Category Archives: New Urban Agenda

High level visit puts spotlight on the resilience of young women and men

NAIROBI, KENYA – Canada’s Minister of Immigration, Refugees and Citizenship, the Honourable Ahmed Hussen, joined the UN Secretary-General’s Envoy on Youth, Jayathma Wickramanayake, to express the need for more adequate services in informal settlements after visiting Mlango Kubwa, Mathare, one of the largest informal settlements in Kenya on Thursday, December 21, 2017. The purpose of the visit was to learn more about United Nations Human Settlements Programme (UN-Habitat) work in informal settlements and to highlight the important connection between migration and urban development.

Mathare has 500,000 residents. Within the settlement, the Mlango Kubwa ward has approximately 50,000 residents. Among them, 70% are aged 24 and under.

Hosted by Dr. Aisa Kacyira, Deputy Executive Director of the United Nations Human Settlement Programme UN-Habitat, the day started with a visit to the community-based organization, the Mathare Environmental Conservation One Stop Youth Centre (MECOSYC). The MECOSYC serves as community hub offering services such as vocational training, information and communications technology access, computer and internet training, HIV/AIDS education and entrepreneurship training.

“We founded this centre with support and assistance from UN-Habitat. Today, we serve meals to more than 300 homeless people in the neighborhood every weekend out of our community kitchen,” said Isaac Mutisya Mukasa, known locally as Kaka.

Kaka is a resident and a community leader in Mathare. His nickname means “brother” in Swahili—a name he thinks fits him well, as he considers himself a brother to many people in his community. Kaka’s efforts have been crucial to the developing public spaces for youth in Mlango Kubwa. Isaac is currently the youth centre’s chairperson.

After the tour of MECOSYC, Minister Hussen, Youth Envoy Jayathma Wickramanayake and UN-Habitat Deputy Executive Director, Dr. Aisa Kacyira, played a friendly soccer match against MECOSYC girls’ team. “The youth centre and soccer field have had a significant impact on the community both in terms in safety and in creating opportunities for young people,” said Dr. Kacyira.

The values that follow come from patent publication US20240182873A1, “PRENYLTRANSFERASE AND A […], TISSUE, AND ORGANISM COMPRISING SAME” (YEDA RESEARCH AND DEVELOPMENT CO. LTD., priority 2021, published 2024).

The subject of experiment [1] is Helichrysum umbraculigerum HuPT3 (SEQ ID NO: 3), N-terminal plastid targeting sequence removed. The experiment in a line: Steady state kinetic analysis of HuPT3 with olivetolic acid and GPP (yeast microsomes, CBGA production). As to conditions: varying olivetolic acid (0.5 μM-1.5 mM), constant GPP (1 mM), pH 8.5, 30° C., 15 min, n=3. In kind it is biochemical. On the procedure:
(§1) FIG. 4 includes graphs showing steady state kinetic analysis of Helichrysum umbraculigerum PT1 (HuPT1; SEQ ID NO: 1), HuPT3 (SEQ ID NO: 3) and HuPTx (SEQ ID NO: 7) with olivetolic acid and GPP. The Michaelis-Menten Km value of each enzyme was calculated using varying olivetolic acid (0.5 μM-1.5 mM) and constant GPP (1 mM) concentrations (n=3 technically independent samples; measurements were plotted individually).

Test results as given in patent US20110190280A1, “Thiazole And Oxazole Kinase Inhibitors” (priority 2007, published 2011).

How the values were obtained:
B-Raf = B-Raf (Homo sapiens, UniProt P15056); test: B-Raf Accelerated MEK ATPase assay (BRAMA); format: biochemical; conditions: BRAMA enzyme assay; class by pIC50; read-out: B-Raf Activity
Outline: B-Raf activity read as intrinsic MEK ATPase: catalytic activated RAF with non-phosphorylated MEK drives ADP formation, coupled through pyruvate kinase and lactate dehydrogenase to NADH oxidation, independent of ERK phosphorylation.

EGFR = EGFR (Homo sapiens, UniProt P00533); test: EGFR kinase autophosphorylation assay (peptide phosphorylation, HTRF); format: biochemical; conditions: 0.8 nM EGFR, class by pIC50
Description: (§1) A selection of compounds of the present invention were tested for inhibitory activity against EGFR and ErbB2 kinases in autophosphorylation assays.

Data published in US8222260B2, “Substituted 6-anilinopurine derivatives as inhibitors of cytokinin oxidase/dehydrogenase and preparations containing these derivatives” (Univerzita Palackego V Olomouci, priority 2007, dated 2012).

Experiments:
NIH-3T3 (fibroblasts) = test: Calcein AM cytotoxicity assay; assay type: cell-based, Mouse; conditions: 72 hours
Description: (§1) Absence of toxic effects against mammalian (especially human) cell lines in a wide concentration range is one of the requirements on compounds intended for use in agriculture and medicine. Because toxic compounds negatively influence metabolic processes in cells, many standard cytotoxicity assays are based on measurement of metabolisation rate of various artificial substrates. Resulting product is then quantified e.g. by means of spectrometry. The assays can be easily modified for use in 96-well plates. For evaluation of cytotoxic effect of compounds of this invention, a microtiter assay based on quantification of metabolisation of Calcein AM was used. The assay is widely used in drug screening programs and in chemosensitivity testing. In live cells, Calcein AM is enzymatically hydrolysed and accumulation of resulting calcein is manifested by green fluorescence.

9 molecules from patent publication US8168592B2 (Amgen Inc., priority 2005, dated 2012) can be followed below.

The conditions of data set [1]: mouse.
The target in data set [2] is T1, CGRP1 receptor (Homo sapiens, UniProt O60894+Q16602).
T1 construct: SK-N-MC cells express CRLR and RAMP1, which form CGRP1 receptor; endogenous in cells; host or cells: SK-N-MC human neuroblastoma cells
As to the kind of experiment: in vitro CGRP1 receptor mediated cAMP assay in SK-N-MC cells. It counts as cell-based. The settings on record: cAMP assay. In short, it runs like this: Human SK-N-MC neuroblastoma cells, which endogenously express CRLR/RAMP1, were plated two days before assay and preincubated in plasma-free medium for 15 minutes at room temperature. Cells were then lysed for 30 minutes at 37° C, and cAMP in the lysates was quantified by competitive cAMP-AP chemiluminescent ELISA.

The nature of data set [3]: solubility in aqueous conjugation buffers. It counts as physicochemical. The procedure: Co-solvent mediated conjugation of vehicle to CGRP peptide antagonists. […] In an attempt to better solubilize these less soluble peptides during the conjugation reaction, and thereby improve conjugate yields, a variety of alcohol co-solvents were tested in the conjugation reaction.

Shortly after the visit to Mathare, Minister Hussen, Youth Envoy Jayathma Wickramanayake and Deputy Executive Director Dr. Aisa Kacyira reconvened for a town hall discussion with UN-Habitat staff and NGOs working in Africa to harness the potential of migrants and refugees.

“We need to change the negative narratives associated with migration and refugees, and focus on the positive contributions they make,” said Minister Hussen. “Refugees and migrants are not monolithic. Some refugees migrate with resources, while others are more vulnerable. They tend to move into the margins of the cities they move into and become vulnerable to violence, unemployment and exploitation. They often have no documentation.”

Dr. Aisa underscored the important connection between migration and urban development. “People who are displaced as a result of civil war, conflict, climate change and political unrest are increasingly seeking refuge in urban areas. Half of the world’s 38 million internally displaced persons (IDPs) and more than half of the world’s 19.5 million refugees live in towns and cities. This poses a unique challenge for cities. It also offers an opportunity to work differently and to ensure that crisis response provides immediate humanitarian relief, while also strengthening urban resilience.”

Finally, Dr. Aisa highlighted UN-Habitat’s work in the area of migration with a particular focus on housing and access to services for refugees in Kakuma, Northern Kenya, Dr. Aisa also discussed UN-Habitat’s close cooperation with UNHCR and innovative work in Kalobeyei on planning for durable solutions in close cooperation with refugee host countries like Kenya.

See more photos here!

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Jeanette Elsworth, Advocacy, Outreach and Communications
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Engaging Young People to Implement the New Urban Agenda

Written by Anoka Abeyrathne

“Youth drive innovation at the local level, and can if given the proper support, develop solutions for our most pressing urban issues such as transportation, housing, climate change and inequality,” UN-Habitat, Youth and Livelihoods Unit Chief, Douglas Ragan


A year ago, the world’s leaders convened in Quito, Ecuador, and adopted the New Urban Agenda (NUA). This is a global roadmap that sets out standards for sustainable urban development. With over 60 percent of the world urban population projected to be under the age of 18 by 2030, youth participation and engagement in the implementation of the new agenda are imperative. Youth are proactively taking action to ensure sustainable urbanization, better urban planning and design, municipal finance and voicing their concerns in urban rules and regulations.

“Youthquake” is the Oxford Dictionaries word of the year for 2017.  It is defined as “a significant cultural, political, or social change arising from the actions or influence of young people”. This gives significant focus to the influence that young people have in creating change in our current society, including in partaking key roles to achieve the global 2030 Agenda for sustainable development. In pursuit to implementing Sustainable Development Goal (SDG) 11 on sustainable cities and communities, young people are change agents in ensuring that cities are inclusive and accommodate their needs.